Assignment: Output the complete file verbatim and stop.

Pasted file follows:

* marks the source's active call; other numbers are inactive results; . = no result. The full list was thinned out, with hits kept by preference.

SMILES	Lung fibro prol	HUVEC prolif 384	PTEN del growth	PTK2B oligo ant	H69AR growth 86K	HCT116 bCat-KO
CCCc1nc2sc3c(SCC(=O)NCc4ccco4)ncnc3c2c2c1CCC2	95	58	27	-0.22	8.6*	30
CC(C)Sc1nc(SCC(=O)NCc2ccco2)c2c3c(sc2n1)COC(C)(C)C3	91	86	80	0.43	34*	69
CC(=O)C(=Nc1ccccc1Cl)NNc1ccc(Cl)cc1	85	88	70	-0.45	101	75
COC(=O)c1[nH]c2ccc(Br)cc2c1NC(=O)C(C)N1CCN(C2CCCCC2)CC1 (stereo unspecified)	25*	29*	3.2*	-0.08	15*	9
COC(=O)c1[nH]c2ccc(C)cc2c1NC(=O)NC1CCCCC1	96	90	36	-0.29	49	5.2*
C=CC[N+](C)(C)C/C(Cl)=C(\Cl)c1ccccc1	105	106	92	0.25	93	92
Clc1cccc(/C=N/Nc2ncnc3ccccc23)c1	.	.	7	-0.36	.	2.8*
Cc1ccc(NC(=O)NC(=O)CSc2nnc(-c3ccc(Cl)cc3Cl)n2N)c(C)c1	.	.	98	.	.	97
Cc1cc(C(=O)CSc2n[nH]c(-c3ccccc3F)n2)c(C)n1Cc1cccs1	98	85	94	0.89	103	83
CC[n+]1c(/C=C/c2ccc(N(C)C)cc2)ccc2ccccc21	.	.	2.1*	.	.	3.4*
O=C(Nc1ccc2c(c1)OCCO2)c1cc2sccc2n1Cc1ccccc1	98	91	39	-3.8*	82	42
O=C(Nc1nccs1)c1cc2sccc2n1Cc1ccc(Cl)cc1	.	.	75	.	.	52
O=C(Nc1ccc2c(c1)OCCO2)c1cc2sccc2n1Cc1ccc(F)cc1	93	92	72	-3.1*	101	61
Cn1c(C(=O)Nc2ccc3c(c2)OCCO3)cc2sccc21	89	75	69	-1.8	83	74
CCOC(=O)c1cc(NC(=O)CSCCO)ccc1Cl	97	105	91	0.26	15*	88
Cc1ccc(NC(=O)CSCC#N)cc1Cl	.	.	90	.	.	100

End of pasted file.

* marks the source's active call; other numbers are inactive results; . = no result. The full list was thinned out, with hits kept by preference.

SMILES	Lung fibro prol	HUVEC prolif 384	PTEN del growth	PTK2B oligo ant	H69AR growth 86K	HCT116 bCat-KO
CCCc1nc2sc3c(SCC(=O)NCc4ccco4)ncnc3c2c2c1CCC2	95	58	27	-0.22	8.6*	30
CC(C)Sc1nc(SCC(=O)NCc2ccco2)c2c3c(sc2n1)COC(C)(C)C3	91	86	80	0.43	34*	69
CC(=O)C(=Nc1ccccc1Cl)NNc1ccc(Cl)cc1	85	88	70	-0.45	101	75
COC(=O)c1[nH]c2ccc(Br)cc2c1NC(=O)C(C)N1CCN(C2CCCCC2)CC1 (stereo unspecified)	25*	29*	3.2*	-0.08	15*	9
COC(=O)c1[nH]c2ccc(C)cc2c1NC(=O)NC1CCCCC1	96	90	36	-0.29	49	5.2*
C=CC[N+](C)(C)C/C(Cl)=C(\Cl)c1ccccc1	105	106	92	0.25	93	92
Clc1cccc(/C=N/Nc2ncnc3ccccc23)c1	.	.	7	-0.36	.	2.8*
Cc1ccc(NC(=O)NC(=O)CSc2nnc(-c3ccc(Cl)cc3Cl)n2N)c(C)c1	.	.	98	.	.	97
Cc1cc(C(=O)CSc2n[nH]c(-c3ccccc3F)n2)c(C)n1Cc1cccs1	98	85	94	0.89	103	83
CC[n+]1c(/C=C/c2ccc(N(C)C)cc2)ccc2ccccc21	.	.	2.1*	.	.	3.4*
O=C(Nc1ccc2c(c1)OCCO2)c1cc2sccc2n1Cc1ccccc1	98	91	39	-3.8*	82	42
O=C(Nc1nccs1)c1cc2sccc2n1Cc1ccc(Cl)cc1	.	.	75	.	.	52
O=C(Nc1ccc2c(c1)OCCO2)c1cc2sccc2n1Cc1ccc(F)cc1	93	92	72	-3.1*	101	61
Cn1c(C(=O)Nc2ccc3c(c2)OCCO3)cc2sccc21	89	75	69	-1.8	83	74
CCOC(=O)c1cc(NC(=O)CSCCO)ccc1Cl	97	105	91	0.26	15*	88
Cc1ccc(NC(=O)CSCC#N)cc1Cl	.	.	90	.	.	100